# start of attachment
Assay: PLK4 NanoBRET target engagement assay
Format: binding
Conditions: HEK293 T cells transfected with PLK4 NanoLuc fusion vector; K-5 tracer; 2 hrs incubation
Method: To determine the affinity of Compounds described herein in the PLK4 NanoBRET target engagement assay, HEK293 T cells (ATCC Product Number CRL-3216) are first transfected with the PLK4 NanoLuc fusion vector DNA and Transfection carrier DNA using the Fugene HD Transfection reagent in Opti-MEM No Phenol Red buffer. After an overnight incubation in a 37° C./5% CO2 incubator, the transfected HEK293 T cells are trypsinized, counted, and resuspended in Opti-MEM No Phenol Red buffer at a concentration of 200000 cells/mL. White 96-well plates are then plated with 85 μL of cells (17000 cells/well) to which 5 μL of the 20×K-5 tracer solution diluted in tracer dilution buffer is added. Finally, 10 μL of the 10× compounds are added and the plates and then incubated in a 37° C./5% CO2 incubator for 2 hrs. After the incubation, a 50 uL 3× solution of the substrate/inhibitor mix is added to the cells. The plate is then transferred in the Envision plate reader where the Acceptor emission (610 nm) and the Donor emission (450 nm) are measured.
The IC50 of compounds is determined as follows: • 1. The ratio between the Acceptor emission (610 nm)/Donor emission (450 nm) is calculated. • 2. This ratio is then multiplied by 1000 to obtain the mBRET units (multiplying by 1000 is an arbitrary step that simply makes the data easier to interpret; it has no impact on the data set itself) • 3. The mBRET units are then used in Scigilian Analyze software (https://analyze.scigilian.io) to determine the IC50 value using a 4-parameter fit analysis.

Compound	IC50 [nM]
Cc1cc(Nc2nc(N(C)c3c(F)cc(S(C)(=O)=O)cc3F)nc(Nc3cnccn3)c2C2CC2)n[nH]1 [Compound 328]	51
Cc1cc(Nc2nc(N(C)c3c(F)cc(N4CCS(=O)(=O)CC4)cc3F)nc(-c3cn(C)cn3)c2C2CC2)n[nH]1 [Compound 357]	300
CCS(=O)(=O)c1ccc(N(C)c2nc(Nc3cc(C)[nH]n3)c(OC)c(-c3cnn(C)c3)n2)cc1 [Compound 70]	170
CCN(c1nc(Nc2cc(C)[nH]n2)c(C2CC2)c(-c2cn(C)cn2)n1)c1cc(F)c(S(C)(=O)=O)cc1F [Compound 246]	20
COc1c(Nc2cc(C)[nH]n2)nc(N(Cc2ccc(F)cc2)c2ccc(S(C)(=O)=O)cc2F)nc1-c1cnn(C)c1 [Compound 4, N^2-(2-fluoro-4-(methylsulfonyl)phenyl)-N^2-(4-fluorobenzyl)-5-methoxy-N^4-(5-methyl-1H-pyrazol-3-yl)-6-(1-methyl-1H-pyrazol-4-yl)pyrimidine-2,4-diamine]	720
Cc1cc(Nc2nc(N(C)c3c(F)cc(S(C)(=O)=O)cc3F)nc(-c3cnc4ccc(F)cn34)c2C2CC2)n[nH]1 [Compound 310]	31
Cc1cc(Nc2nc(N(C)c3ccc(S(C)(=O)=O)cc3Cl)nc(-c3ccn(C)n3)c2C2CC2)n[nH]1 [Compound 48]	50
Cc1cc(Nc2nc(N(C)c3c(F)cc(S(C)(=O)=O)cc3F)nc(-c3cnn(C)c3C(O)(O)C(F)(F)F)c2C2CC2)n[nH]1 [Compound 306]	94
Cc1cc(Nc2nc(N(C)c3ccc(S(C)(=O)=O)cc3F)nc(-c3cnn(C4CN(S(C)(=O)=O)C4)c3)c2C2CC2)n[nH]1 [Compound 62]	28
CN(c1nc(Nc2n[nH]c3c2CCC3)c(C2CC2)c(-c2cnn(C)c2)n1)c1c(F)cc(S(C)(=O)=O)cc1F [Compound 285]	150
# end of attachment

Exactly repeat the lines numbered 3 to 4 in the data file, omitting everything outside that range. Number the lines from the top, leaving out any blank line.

Conditions: HEK293 T cells transfected with PLK4 NanoLuc fusion vector; K-5 tracer; 2 hrs incubation
Method: To determine the affinity of Compounds described herein in the PLK4 NanoBRET target engagement assay, HEK293 T cells (ATCC Product Number CRL-3216) are first transfected with the PLK4 NanoLuc fusion vector DNA and Transfection carrier DNA using the Fugene HD Transfection reagent in Opti-MEM No Phenol Red buffer. After an overnight incubation in a 37° C./5% CO2 incubator, the transfected HEK293 T cells are trypsinized, counted, and resuspended in Opti-MEM No Phenol Red buffer at a concentration of 200000 cells/mL. White 96-well plates are then plated with 85 μL of cells (17000 cells/well) to which 5 μL of the 20×K-5 tracer solution diluted in tracer dilution buffer is added. Finally, 10 μL of the 10× compounds are added and the plates and then incubated in a 37° C./5% CO2 incubator for 2 hrs. After the incubation, a 50 uL 3× solution of the substrate/inhibitor mix is added to the cells. The plate is then transferred in the Envision plate reader where the Acceptor emission (610 nm) and the Donor emission (450 nm) are measured.